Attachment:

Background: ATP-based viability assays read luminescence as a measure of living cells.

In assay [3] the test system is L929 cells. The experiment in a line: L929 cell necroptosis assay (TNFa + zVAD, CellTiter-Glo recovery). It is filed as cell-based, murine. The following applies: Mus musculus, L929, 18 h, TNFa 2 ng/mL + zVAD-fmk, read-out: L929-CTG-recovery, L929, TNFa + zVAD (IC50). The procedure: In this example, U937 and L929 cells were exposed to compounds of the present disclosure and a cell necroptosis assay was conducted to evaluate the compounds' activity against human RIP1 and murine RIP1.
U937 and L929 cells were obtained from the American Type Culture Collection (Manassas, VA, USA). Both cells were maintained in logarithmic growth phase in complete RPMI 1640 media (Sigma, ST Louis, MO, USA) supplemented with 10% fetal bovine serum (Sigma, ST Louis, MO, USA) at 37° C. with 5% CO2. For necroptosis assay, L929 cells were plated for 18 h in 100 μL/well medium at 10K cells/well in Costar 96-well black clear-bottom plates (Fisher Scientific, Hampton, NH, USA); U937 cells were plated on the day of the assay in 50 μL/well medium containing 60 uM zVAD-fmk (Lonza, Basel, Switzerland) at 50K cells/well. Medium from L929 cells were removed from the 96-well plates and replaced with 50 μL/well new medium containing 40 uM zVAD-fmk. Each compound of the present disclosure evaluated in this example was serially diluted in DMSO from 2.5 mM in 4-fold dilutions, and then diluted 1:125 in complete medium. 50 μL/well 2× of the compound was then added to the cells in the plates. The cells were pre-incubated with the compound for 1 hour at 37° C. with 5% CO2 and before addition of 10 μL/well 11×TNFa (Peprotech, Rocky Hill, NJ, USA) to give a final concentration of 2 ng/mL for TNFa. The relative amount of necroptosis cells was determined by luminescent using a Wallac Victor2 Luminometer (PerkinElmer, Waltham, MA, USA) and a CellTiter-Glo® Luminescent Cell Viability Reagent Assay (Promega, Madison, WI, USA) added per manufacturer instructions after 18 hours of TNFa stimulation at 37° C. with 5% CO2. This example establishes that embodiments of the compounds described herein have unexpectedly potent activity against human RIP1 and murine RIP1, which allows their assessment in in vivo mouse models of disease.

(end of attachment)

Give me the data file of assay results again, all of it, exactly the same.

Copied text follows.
Background: ATP-based viability assays read luminescence as a measure of living cells.

In assay [3] the test system is L929 cells. The experiment in a line: L929 cell necroptosis assay (TNFa + zVAD, CellTiter-Glo recovery). It is filed as cell-based, murine. The following applies: Mus musculus, L929, 18 h, TNFa 2 ng/mL + zVAD-fmk, read-out: L929-CTG-recovery, L929, TNFa + zVAD (IC50). The procedure: In this example, U937 and L929 cells were exposed to compounds of the present disclosure and a cell necroptosis assay was conducted to evaluate the compounds' activity against human RIP1 and murine RIP1.
U937 and L929 cells were obtained from the American Type Culture Collection (Manassas, VA, USA). Both cells were maintained in logarithmic growth phase in complete RPMI 1640 media (Sigma, ST Louis, MO, USA) supplemented with 10% fetal bovine serum (Sigma, ST Louis, MO, USA) at 37° C. with 5% CO2. For necroptosis assay, L929 cells were plated for 18 h in 100 μL/well medium at 10K cells/well in Costar 96-well black clear-bottom plates (Fisher Scientific, Hampton, NH, USA); U937 cells were plated on the day of the assay in 50 μL/well medium containing 60 uM zVAD-fmk (Lonza, Basel, Switzerland) at 50K cells/well. Medium from L929 cells were removed from the 96-well plates and replaced with 50 μL/well new medium containing 40 uM zVAD-fmk. Each compound of the present disclosure evaluated in this example was serially diluted in DMSO from 2.5 mM in 4-fold dilutions, and then diluted 1:125 in complete medium. 50 μL/well 2× of the compound was then added to the cells in the plates. The cells were pre-incubated with the compound for 1 hour at 37° C. with 5% CO2 and before addition of 10 μL/well 11×TNFa (Peprotech, Rocky Hill, NJ, USA) to give a final concentration of 2 ng/mL for TNFa. The relative amount of necroptosis cells was determined by luminescent using a Wallac Victor2 Luminometer (PerkinElmer, Waltham, MA, USA) and a CellTiter-Glo® Luminescent Cell Viability Reagent Assay (Promega, Madison, WI, USA) added per manufacturer instructions after 18 hours of TNFa stimulation at 37° C. with 5% CO2. This example establishes that embodiments of the compounds described herein have unexpectedly potent activity against human RIP1 and murine RIP1, which allows their assessment in in vivo mouse models of disease.